The WELDIS database contains loads of useful information for elderly and/or disabled people in WestminsterRemember, if you are disabled or caring for someone with a disability, Westminster Libraries have a range of services that can make life easier, from a Home Library Service for those who cannot get to a library to a range of specialist services and equipment. You can also check WELDIS, a very useful online directory of services, groups and information for older people and those with a disability or long-term illness.


Are you experienced?

Jimi Hendrix“Purple haze all in my brain
Lately things just don’t seem the same
Actin’ funny, but I don’t know why
‘Scuse me while I kiss the sky”

As all lovers of popular music will know, 27 November 2012 is – or would have been – the 70th birthday of James Marshall Hendrix, better known as Jimi.

He sadly isn’t around to celebrate it as he died in London on 18 September 1970. Forty-two years after his death, to many he is still, quite simply, the greatest guitarist of all time.

The basic details of Hendrix’ life can be found in the Oxford Dictionary of National Biography and, to be honest, it’s the usual rock star story of army, music, drugs and a tragically early death. What really matters is the music, played with his unique  upside-down style (Hendrix was left-handed and played a right-handed guitar upside-down). You can find plenty of CDs of his work in stock in Westminster Libraries as well as  biographies and musical criticism. For an in-depth critique online as well as a comprehensive discography, videography and bibliography, check out the Encylopaedia of Popular Music, part of Oxford Music Online and for some more serious criticism, have a look at African American Music Reference, from the Alexander Street Press.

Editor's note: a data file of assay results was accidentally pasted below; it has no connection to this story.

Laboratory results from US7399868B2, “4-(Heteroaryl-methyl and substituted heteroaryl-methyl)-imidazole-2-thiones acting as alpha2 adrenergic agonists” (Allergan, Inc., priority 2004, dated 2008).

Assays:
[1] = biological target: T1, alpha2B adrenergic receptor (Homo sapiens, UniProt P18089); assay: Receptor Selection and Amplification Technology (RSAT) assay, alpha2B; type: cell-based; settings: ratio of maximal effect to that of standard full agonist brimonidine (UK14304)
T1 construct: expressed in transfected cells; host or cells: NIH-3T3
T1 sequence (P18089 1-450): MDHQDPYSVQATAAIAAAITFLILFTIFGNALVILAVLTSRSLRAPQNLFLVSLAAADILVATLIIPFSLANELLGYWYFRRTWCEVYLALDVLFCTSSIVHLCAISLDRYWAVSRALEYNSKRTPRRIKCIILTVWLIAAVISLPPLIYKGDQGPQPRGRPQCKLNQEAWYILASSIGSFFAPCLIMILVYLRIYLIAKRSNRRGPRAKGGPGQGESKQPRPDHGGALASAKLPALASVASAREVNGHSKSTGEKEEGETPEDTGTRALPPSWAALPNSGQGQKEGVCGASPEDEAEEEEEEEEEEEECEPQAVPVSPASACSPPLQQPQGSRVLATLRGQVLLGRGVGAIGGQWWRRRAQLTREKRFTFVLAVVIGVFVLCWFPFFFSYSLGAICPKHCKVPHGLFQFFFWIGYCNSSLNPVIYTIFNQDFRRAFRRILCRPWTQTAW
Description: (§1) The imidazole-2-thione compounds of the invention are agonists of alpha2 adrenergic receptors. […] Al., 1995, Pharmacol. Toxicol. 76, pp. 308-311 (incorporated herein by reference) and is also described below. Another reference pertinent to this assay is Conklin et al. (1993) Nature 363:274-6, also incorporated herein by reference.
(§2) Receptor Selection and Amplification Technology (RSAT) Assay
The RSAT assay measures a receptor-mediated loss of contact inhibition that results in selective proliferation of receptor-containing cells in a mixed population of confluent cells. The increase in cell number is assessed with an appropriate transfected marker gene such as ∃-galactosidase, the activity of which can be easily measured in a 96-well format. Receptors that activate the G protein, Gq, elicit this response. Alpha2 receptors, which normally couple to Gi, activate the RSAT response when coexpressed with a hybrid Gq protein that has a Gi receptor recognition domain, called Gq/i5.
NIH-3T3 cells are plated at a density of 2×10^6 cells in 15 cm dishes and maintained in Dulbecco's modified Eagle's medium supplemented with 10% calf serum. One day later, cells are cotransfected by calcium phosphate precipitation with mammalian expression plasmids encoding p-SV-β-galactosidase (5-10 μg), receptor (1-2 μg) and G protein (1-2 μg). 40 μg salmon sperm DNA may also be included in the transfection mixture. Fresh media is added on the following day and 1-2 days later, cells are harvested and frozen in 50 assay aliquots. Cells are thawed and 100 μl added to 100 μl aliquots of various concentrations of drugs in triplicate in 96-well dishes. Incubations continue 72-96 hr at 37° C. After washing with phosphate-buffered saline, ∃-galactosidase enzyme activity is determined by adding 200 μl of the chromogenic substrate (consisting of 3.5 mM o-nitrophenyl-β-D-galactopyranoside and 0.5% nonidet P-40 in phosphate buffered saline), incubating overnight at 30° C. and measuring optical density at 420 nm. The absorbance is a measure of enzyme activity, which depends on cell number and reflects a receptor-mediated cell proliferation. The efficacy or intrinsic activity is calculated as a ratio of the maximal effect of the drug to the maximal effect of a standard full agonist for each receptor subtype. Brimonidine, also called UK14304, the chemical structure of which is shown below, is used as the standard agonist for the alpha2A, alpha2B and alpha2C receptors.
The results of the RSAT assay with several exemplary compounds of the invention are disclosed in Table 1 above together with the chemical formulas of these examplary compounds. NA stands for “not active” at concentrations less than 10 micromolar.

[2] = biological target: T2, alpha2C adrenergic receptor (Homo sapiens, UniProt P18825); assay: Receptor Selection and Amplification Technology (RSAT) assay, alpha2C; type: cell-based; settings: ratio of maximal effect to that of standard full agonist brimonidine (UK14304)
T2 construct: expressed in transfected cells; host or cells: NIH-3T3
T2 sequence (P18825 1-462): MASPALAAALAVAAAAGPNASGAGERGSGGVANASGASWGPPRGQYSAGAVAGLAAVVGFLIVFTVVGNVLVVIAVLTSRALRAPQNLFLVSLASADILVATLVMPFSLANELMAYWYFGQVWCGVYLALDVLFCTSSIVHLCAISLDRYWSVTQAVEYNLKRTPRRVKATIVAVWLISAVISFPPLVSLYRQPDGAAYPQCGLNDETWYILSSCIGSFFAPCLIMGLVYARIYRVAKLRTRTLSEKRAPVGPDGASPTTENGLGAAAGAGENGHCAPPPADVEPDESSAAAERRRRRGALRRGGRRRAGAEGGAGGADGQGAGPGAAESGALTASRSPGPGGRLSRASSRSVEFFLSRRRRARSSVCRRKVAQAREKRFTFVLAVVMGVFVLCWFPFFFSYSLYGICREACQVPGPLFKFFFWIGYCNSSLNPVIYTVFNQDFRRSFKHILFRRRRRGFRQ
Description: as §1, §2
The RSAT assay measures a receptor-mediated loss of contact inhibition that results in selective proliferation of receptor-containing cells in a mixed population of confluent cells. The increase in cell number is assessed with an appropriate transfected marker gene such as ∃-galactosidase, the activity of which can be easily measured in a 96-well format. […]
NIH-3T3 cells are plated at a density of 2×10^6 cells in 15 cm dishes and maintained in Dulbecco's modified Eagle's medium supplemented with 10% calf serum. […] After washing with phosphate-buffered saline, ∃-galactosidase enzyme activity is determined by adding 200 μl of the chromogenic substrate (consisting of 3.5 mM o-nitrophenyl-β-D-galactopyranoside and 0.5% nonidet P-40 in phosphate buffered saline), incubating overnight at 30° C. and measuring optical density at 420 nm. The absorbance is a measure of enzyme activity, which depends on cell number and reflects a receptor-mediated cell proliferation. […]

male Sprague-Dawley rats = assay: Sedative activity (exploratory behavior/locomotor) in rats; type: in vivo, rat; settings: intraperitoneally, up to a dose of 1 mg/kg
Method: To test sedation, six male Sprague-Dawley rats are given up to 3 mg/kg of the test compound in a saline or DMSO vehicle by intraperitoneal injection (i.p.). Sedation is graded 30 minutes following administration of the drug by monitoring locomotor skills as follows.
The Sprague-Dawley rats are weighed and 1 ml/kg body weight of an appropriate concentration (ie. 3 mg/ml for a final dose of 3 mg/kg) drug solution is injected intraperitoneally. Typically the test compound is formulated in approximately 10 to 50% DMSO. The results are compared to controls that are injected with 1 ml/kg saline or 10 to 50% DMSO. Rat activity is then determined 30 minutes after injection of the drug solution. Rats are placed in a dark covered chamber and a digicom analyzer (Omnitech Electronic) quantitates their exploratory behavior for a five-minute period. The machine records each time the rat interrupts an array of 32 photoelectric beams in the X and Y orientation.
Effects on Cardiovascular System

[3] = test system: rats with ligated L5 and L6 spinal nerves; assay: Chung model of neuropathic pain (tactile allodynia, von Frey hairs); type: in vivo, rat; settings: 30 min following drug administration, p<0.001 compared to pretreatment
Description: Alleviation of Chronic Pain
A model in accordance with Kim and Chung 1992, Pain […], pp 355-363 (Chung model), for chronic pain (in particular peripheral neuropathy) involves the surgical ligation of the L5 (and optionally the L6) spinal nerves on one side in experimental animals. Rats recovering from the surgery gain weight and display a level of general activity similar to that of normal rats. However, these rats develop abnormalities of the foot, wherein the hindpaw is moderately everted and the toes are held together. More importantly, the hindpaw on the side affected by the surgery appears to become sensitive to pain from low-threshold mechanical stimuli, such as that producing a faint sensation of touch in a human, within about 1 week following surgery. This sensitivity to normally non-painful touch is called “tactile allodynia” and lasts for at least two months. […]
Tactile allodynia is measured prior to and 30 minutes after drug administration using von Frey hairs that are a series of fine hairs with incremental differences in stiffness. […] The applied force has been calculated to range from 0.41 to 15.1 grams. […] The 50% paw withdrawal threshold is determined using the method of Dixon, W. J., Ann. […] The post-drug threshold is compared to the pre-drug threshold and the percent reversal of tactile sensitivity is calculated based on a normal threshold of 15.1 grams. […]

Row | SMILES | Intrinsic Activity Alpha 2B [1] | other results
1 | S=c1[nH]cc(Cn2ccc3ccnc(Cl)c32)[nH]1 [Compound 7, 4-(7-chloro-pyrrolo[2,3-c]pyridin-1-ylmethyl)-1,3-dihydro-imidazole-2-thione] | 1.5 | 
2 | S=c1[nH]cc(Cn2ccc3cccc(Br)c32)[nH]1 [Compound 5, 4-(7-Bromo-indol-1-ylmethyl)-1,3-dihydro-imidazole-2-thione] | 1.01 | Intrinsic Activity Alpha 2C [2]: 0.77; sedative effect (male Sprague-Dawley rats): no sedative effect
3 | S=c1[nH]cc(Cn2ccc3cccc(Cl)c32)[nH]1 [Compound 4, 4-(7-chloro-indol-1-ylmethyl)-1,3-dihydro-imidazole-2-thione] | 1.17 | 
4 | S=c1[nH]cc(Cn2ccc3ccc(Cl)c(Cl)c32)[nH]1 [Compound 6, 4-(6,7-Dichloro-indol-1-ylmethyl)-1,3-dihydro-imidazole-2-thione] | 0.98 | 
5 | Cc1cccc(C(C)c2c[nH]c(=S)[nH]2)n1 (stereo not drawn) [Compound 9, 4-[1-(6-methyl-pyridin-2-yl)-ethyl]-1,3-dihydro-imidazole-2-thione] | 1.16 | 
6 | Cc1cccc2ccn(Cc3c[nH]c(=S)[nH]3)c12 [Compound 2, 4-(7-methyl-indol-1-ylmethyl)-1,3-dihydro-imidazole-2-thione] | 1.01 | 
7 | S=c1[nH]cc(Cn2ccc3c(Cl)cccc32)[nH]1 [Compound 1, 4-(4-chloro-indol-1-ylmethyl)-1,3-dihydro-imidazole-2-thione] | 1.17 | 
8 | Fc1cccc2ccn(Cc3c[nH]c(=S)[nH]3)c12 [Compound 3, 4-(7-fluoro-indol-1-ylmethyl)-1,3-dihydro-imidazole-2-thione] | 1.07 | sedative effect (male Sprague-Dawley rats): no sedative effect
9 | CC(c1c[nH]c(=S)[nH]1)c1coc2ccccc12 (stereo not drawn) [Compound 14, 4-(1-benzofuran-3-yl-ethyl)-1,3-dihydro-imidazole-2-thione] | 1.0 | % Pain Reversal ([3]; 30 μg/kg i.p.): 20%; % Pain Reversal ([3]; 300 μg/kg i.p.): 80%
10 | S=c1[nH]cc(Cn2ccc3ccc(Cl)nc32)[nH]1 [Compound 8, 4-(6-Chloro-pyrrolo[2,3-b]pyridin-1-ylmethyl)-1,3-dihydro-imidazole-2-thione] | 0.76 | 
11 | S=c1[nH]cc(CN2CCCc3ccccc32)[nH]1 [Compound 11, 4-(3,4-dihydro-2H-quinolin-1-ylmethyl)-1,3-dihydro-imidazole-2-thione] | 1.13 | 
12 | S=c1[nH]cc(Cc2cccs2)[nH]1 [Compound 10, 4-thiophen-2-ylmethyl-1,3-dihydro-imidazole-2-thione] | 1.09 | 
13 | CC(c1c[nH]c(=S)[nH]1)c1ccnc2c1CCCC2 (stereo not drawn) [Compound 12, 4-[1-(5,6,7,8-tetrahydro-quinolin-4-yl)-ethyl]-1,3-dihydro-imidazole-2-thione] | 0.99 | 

For some contemporary accounts of his life, you can check out some of our archive of newspapers and magazines. His tragic death was reported on the front page of the Daily Mirror. Ironically the first time he was mentioned in The Times was in a report of the death of  the Beatles’ manager Brian Epstein, as a concert he was giving  was cancelled as a mark of respect. Only three years later, his own obituary was published in the same paper:

“In contrast to the violence and seeming anarchy of his music, Hendrix was a gentle, peaceful man whose only real concern was music. His final public appearance was when he sat in with War, an American band, at Ronnie Scott’s club in London last Wednesday, and it was typical of the man that it was he who felt honoured by being allowed to play.”

Hendrix spent much of his short career in London and anyone who wants to get closer to the man might wish to visit the Handel House Museum in Brook Street, Mayfair. For several months in 1968, Hendrix lived next door – he was thrilled to discover the Handel connection. His flat is now used as the offices of the museum. And when you’ve seen where he lived, you’ll be able to see his most famous gig on the big screen as Hendrix 70 : Live at Woodstock  is released in cinemas around the country.


Dydd Gŵyl Dewi Hapus


Or Happy St David’s Day as we say in English. It’s a mere 137 miles from Victoria Coach Station to Cardiff according to How Far is it Between?, a handy little site to be found on the Travel and Tourism section of the Westminster Libraries Gateway and only two hours from Paddington by train so let’s spend a few minutes considering the our neighbour on Wales’ special day.

First, who was St David? Frankly, nobody has the faintest idea but that hasn’t stopped J. Wyn Evans  writing a long article about his cult for the Oxford Dictionary of National Biography (see the Biographies section of the Gateway). For those with short attention-spans (and that wouldn’t be any of us, obviously), it can be summarised by the first sentence – “Patron saint of Wales and founder of St David’s, is known from written sources dating from no earlier than the eighth century and an inscription which may be of the seventh.”